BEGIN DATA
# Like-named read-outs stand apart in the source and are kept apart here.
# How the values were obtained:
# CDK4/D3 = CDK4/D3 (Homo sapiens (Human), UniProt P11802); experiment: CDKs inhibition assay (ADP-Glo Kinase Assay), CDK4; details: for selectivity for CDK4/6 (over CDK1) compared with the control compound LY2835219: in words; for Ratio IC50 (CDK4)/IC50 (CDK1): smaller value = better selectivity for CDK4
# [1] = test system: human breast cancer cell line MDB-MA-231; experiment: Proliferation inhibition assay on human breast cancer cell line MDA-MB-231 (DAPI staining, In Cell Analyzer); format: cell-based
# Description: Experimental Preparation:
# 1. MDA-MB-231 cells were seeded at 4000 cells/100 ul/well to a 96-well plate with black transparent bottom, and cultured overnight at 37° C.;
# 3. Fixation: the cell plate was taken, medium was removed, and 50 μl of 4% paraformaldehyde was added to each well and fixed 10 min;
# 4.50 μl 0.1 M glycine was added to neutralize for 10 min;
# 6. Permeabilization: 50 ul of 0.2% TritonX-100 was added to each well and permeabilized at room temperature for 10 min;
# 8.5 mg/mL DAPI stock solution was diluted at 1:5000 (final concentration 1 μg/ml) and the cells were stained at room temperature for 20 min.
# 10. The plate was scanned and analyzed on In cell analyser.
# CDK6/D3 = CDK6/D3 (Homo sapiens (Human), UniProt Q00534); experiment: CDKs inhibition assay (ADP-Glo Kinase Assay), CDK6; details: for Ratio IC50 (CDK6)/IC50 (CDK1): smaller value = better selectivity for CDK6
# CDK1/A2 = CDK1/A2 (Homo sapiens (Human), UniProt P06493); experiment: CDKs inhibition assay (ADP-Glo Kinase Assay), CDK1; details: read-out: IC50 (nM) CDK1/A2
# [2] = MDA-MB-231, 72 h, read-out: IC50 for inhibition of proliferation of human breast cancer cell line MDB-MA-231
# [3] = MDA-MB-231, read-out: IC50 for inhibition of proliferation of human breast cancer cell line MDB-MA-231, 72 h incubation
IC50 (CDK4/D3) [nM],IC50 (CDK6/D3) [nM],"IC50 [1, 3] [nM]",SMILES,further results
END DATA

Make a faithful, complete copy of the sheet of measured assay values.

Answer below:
# Like-named read-outs stand apart in the source and are kept apart here.
# How the values were obtained:
# CDK4/D3 = CDK4/D3 (Homo sapiens (Human), UniProt P11802); experiment: CDKs inhibition assay (ADP-Glo Kinase Assay), CDK4; details: for selectivity for CDK4/6 (over CDK1) compared with the control compound LY2835219: in words; for Ratio IC50 (CDK4)/IC50 (CDK1): smaller value = better selectivity for CDK4
# [1] = test system: human breast cancer cell line MDB-MA-231; experiment: Proliferation inhibition assay on human breast cancer cell line MDA-MB-231 (DAPI staining, In Cell Analyzer); format: cell-based
# Description: Experimental Preparation:
# 1. MDA-MB-231 cells were seeded at 4000 cells/100 ul/well to a 96-well plate with black transparent bottom, and cultured overnight at 37° C.;
# 3. Fixation: the cell plate was taken, medium was removed, and 50 μl of 4% paraformaldehyde was added to each well and fixed 10 min;
# 4.50 μl 0.1 M glycine was added to neutralize for 10 min;
# 6. Permeabilization: 50 ul of 0.2% TritonX-100 was added to each well and permeabilized at room temperature for 10 min;
# 8.5 mg/mL DAPI stock solution was diluted at 1:5000 (final concentration 1 μg/ml) and the cells were stained at room temperature for 20 min.
# 10. The plate was scanned and analyzed on In cell analyser.
# CDK6/D3 = CDK6/D3 (Homo sapiens (Human), UniProt Q00534); experiment: CDKs inhibition assay (ADP-Glo Kinase Assay), CDK6; details: for Ratio IC50 (CDK6)/IC50 (CDK1): smaller value = better selectivity for CDK6
# CDK1/A2 = CDK1/A2 (Homo sapiens (Human), UniProt P06493); experiment: CDKs inhibition assay (ADP-Glo Kinase Assay), CDK1; details: read-out: IC50 (nM) CDK1/A2
# [2] = MDA-MB-231, 72 h, read-out: IC50 for inhibition of proliferation of human breast cancer cell line MDB-MA-231
# [3] = MDA-MB-231, read-out: IC50 for inhibition of proliferation of human breast cancer cell line MDB-MA-231, 72 h incubation
IC50 (CDK4/D3) [nM],IC50 (CDK6/D3) [nM],"IC50 [1, 3] [nM]",SMILES,further results